Conclusions

Knee osteoarthritis is the most common musculoskeletal problem in the middle age or older age population. There are approximately 100 million population of more than 45 years old suffering from Osteoarthritis of the knee. The study was conducted to assess the correlation between health care professional score (KSS) and patients' reported outcomes (OKS). There is a moderate positive correlation (0.66) between KSS and OKS. Analysis showed that KSS and OKS present the same results to some extent. After a diagnosis of knee OA with the help of X-Ray and clinical symptoms, this functional score should also be considered for better management of the condition. Personal variables like age, BMI, occupation, and physiotherapy show association with KSS and OKS scores. The study concluded that for better and effective treatment X-ray, Knee Society Scoring, and Oxford Knee Score of the Knee is essential.

Conflict of Interest

The authors declare that there are no conflicts of interest in this paper.

Source of Funding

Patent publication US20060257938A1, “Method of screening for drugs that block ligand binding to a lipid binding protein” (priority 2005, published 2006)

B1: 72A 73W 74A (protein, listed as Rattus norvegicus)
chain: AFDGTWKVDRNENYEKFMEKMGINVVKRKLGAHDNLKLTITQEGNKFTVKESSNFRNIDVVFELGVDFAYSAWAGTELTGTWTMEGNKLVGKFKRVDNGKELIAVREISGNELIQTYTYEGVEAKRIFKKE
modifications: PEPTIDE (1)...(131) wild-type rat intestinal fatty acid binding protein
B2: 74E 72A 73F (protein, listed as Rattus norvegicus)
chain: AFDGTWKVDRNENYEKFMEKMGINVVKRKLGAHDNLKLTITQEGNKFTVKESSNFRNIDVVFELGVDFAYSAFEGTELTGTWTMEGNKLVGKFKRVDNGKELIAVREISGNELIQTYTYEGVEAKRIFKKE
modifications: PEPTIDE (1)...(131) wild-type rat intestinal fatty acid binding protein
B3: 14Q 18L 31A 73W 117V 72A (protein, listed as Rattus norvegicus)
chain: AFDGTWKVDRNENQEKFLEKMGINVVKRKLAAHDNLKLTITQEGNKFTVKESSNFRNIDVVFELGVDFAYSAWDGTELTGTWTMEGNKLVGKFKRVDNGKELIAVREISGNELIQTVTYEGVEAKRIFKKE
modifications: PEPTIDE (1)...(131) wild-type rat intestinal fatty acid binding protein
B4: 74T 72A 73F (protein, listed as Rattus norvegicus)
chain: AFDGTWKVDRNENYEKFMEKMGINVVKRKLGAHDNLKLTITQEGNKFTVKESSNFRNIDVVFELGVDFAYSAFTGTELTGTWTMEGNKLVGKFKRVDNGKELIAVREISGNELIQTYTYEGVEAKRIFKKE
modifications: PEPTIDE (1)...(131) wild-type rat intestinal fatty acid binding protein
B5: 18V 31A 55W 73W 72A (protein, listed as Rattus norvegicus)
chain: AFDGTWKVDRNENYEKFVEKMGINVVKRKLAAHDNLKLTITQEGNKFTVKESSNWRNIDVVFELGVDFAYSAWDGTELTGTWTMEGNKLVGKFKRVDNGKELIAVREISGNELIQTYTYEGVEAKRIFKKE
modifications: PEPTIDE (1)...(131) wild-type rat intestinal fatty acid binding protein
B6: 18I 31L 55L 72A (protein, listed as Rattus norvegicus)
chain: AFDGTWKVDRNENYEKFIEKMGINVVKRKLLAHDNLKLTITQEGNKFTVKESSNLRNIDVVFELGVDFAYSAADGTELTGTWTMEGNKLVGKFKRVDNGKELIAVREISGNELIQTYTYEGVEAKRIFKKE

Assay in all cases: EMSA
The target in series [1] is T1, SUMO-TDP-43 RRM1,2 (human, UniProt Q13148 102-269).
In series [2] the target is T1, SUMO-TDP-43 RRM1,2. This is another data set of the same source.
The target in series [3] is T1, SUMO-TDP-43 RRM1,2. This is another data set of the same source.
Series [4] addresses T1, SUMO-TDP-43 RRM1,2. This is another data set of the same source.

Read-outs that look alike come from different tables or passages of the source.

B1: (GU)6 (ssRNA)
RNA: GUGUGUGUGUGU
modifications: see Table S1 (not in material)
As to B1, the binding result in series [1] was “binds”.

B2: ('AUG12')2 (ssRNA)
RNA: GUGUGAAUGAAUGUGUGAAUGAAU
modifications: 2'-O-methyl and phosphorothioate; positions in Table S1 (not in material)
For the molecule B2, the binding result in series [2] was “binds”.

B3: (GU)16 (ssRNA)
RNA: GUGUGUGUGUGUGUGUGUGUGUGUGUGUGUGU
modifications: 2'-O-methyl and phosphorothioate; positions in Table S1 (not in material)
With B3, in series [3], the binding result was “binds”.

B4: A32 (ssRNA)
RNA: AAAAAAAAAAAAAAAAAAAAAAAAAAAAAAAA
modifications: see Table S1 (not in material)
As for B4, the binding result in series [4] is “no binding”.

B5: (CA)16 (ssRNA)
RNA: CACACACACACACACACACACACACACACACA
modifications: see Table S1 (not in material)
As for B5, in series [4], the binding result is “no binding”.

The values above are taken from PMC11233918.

This research did not receive any specific grant from funding agencies in the public, commercial, or not-for-profit sectors.

References

1 

J Ebnezar Textbook of Orthopaedics4th Edn.Jaypee publicationNew Delhi201067478

2 

D Hernández-Vaquero J Manuel Fernández-Carreira Relationship between radiological grading and clinical status in knee osteoarthritis. a multicentric studyBMC Musculoskeletal Disord20121319410.1186/1471-2474-13-194

3 

PP Flores-Garza ÓA García-Espinoza K Salas-Longoria Ó Salas-Fraire Association between ischiotibial muscle flexibility, functional capacity and pain in patients with knee osteoarthritisMed Universitaria20171976111410.1016/j.rmu.2017.06.001

4 

L Congying W Qiaoqin Z Weijiao F Xiaolin S Shang Factor associated with balance function in patients with knee osteoarthritis: a multicenteric reviewInt J Nurs Sci201744402910.1016/j.ijnss.2017.09.002

5 

J Martín-Fernández R Garcia-Maroto F J Sanchez-Jimenez Validation of the Spanish version of the Oxford knee score and assessment of its utility to characterize quality of life of patients suffering from knee osteoarthritis: a multicentric studyHealth Qual Life Outcomes201715118610.1186/s12955-017-0761-2

6 

A L Martimbianco F R Calabrese L A Iha M Petrilli O Lira Neto M Carneiro Filho Reliability of the American Knee Society Score (AKSS)Acta Ortop Bras2012201348

7 

F D Naal Short communication the 12 item oxford knee score: cross cultural adaptation into german and assessment of its psychometric properties in patients with osteoarthritis of the kneeOsteoarthritis Res Soc Int2009171495210.1016/j.joca.2008.05.017

8 

KK Harris J Dawson LD Jones DJ Beard AJ Price Extending the use of PROMs in the NHS—using the Oxford Knee Score in patients undergoing non-operative management for knee osteoarthritis: a validation studyBMJ Open201338e00336510.1136/bmjopen-2013-003365